We are sitting here, a small group of us, in a tiny flat on Edinburgh's Royal Mile, staring fixedly at three blue cups balanced on top of a television. There is Ewan Irvine, a medium, Paul Rowland, a psychic investigator, and Ciaran O'Keeffe, whom insomniac couch potatoes will know as the sceptical parapsychologist in the popular TV series Most Haunted. The clock has just struck midnight and we are waiting for a poltergeist to reveal itself.
Apparently, the mischievous spirit has been moving things around when the (mostly American) tourists who stay here are out buying shortbread. So freaked out were some of the guests that they checked out early and caught the first plane back to the US. The flat, at the top of an old stone tenement and reached by a winding, coronary-inducing staircase, is said to have been the home of the 18th-century philosopher David Hume, who, it will be remembered, harboured the odd doubt about the existence of God and the afterlife. An irony, then, if the cup-throwing ghost turns out to be Hume's – a bit like that Rowan Atkinson sketch in which the Devil welcomes new arrivals to hell: "Atheists, over here, please – you must be feeling like a right bunch of nitwits."
Yvette can scream for Britain, the most innocuous sound being enough to set her off. You can find her most nights, staring eyes illuminated by the spectral light of a night-vision camera as she stumbles through the blackness of an allegedly haunted house.
"Oh ----," says Yvette in a most un-Blue Peter-like way, "what's that?"
"That" is a dripping pipe, a piece of falling plaster or the cameraman tripping over a wire, but to Yvette it's the cue to let rip like a banshee. Originally, Yvette was accompanied on the show by the self-proclaimed psychic Derek Acorah, who achieved the almost impossible in managing to be more irritating than her.
"My name is Jack!" Derek would shout suddenly in a Scouse accent, limbs stiffening as a passing spirit took possession of him. Yvette would ask Jack about his past life, and the spirit would come up with a story that had precisely nothing to do with the history of the haunted property being investigated.
"The things is, Yvette is genuinely scared," says Dr O'Keeffe, who spends his time away from TV studying the paranormal in a laboratory at the University of Toulouse. "I know because I took her to an allegedly haunted house when she was not being filmed and she jumped out of her skin even then."
"There were three theories about Derek: he really was possessed, he was faking it, or he was a bit…" Dr O'Keeffe taps the side of his head.
His opinion? "I'd rather not get into that."
The conversation helps pass the time. Ghost hunting, as newcomers soon realise, is basically a waiting game. Hoping to film the poltergeist is Paul Rowland, a paranormal investigator who believes that technology can unlock the door to another world. In addition to video and stills cameras, he uses an electromagnetic field detector, an ultraviolet light detector and sensitive microphones to pick up other-worldly phenomena.
"We are talking about something real, something that can be detected in the way that other forms of energy can be detected," he says.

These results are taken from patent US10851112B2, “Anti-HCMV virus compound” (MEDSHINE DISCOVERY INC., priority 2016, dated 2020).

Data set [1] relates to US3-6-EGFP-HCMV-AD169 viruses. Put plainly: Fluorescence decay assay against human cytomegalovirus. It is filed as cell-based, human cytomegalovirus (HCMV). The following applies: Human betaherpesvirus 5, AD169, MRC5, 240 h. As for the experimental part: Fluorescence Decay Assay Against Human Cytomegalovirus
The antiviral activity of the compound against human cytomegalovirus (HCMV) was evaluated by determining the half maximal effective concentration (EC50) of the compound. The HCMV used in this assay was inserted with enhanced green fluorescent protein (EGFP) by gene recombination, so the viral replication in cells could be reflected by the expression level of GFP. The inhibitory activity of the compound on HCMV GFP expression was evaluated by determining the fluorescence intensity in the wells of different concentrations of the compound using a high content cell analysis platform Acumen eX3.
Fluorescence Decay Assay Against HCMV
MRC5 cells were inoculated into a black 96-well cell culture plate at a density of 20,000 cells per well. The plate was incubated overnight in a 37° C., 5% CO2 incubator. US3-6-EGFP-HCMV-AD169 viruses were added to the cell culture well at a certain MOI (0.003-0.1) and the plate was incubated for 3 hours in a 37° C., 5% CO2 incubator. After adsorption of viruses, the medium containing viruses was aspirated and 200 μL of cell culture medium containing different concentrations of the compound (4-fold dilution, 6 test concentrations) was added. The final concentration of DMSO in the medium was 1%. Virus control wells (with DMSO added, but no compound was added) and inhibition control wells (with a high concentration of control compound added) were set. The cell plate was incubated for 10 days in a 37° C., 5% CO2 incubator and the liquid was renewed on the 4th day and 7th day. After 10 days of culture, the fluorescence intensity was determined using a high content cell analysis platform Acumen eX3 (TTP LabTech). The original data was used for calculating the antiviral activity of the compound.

Dr O'Keeffe dismisses Mr Rowland's equipment as pseudo science. "I have been actively involved in the field for the last 20 years and I have never encountered anything that leads me to believe that we are dealing with another world outside of this one," he says.
"Paul is a modern-day wizard who uses lights, beeps and technology. His motivation is genuine, but how do you make a detector when you don't know what it is you are supposed to be detecting?"
Earlier in the evening, Dr O'Keeffe acted as a guide in Mary King's Close, a warren of streets buried beneath the Royal Mile. It is a strange, unnerving place. The houses in the close were used as the foundations for buildings above, and so remain intact.
He draws his audience in with talk of ghosts, and then throws a marble into a corner where a ghostly child is said to play. It bounces back. It is, of course, a trick. Dr O'Keeffe explains how sleight of hand and suggestion can be used to manipulate the unwary. "Most people having experiences are genuine, but I believe they are the result of psychological and environmental factors."
Isn't it a bit, well, dispiriting to study something you believe to be the product of delusion or illusion? "Not at all. I am fascinated by the scientific answers to this phenomenon – why people believe, why they see what they see."
The night is wearing on and the cups on top of the television steadfastly refuse to move; David Hume or whoever is "out there" having none of it. Then, the microphone in the bedroom screeches into life, emitting feedback. Mr Rowland moves towards the microphone and, just as he is about to pick it up, the sound cuts out.
Nearing one in the morning, it is time to call it a night. As the ghost-hunters are beginning to yawn, suddenly off goes the microphone again. There is an Yvette Fielding-like screech. It's hardly conclusive proof of the supernatural but it's something to chew on.
Dr O'Keeffe is unmoved, and Ewan the medium – who when not communing with the Other Side works for a Lib Dem MP – isn't moved to come down on either side. But Mr Rowland remains optimistic that one day his box of tricks will find evidence proving the existence of ghosts. Until then, we must rely on Derek and Yvette and that God-awful scream. If anything can wake the dead, that can.